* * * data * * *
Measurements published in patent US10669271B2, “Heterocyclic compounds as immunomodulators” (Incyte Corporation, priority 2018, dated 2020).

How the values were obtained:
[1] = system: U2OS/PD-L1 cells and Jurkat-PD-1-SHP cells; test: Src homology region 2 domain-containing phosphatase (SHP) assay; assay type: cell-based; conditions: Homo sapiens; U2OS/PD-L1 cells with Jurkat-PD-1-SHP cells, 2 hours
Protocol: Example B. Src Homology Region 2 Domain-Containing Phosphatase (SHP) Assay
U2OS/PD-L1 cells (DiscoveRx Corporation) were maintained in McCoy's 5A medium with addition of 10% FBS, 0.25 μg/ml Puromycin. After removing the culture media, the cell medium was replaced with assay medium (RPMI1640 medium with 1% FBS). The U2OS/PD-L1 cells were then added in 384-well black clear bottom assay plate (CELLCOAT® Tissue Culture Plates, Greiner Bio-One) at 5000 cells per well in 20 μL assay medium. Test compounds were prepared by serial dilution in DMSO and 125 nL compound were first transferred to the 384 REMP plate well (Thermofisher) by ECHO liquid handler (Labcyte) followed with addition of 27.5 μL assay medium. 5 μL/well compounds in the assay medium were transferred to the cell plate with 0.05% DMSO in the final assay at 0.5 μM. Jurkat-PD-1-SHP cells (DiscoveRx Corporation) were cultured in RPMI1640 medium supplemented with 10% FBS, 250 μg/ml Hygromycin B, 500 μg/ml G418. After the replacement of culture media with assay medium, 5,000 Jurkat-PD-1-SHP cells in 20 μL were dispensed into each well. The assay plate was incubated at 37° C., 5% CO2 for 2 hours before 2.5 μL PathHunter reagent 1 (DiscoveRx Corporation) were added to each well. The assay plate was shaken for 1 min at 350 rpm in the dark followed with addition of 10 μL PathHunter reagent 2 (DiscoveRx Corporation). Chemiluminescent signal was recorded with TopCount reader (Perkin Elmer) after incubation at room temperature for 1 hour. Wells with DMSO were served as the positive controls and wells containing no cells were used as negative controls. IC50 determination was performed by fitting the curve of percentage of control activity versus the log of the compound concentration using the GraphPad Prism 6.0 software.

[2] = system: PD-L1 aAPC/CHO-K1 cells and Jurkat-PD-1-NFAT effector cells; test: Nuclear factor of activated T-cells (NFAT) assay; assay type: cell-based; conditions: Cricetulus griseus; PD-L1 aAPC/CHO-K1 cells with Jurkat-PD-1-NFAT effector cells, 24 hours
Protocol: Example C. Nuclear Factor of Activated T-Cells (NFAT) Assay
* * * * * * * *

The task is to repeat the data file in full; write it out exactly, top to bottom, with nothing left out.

Measurements published in patent US10669271B2, “Heterocyclic compounds as immunomodulators” (Incyte Corporation, priority 2018, dated 2020).

How the values were obtained:
[1] = system: U2OS/PD-L1 cells and Jurkat-PD-1-SHP cells; test: Src homology region 2 domain-containing phosphatase (SHP) assay; assay type: cell-based; conditions: Homo sapiens; U2OS/PD-L1 cells with Jurkat-PD-1-SHP cells, 2 hours
Protocol: Example B. Src Homology Region 2 Domain-Containing Phosphatase (SHP) Assay
U2OS/PD-L1 cells (DiscoveRx Corporation) were maintained in McCoy's 5A medium with addition of 10% FBS, 0.25 μg/ml Puromycin. After removing the culture media, the cell medium was replaced with assay medium (RPMI1640 medium with 1% FBS). The U2OS/PD-L1 cells were then added in 384-well black clear bottom assay plate (CELLCOAT® Tissue Culture Plates, Greiner Bio-One) at 5000 cells per well in 20 μL assay medium. Test compounds were prepared by serial dilution in DMSO and 125 nL compound were first transferred to the 384 REMP plate well (Thermofisher) by ECHO liquid handler (Labcyte) followed with addition of 27.5 μL assay medium. 5 μL/well compounds in the assay medium were transferred to the cell plate with 0.05% DMSO in the final assay at 0.5 μM. Jurkat-PD-1-SHP cells (DiscoveRx Corporation) were cultured in RPMI1640 medium supplemented with 10% FBS, 250 μg/ml Hygromycin B, 500 μg/ml G418. After the replacement of culture media with assay medium, 5,000 Jurkat-PD-1-SHP cells in 20 μL were dispensed into each well. The assay plate was incubated at 37° C., 5% CO2 for 2 hours before 2.5 μL PathHunter reagent 1 (DiscoveRx Corporation) were added to each well. The assay plate was shaken for 1 min at 350 rpm in the dark followed with addition of 10 μL PathHunter reagent 2 (DiscoveRx Corporation). Chemiluminescent signal was recorded with TopCount reader (Perkin Elmer) after incubation at room temperature for 1 hour. Wells with DMSO were served as the positive controls and wells containing no cells were used as negative controls. IC50 determination was performed by fitting the curve of percentage of control activity versus the log of the compound concentration using the GraphPad Prism 6.0 software.

[2] = system: PD-L1 aAPC/CHO-K1 cells and Jurkat-PD-1-NFAT effector cells; test: Nuclear factor of activated T-cells (NFAT) assay; assay type: cell-based; conditions: Cricetulus griseus; PD-L1 aAPC/CHO-K1 cells with Jurkat-PD-1-NFAT effector cells, 24 hours
Protocol: Example C. Nuclear Factor of Activated T-Cells (NFAT) Assay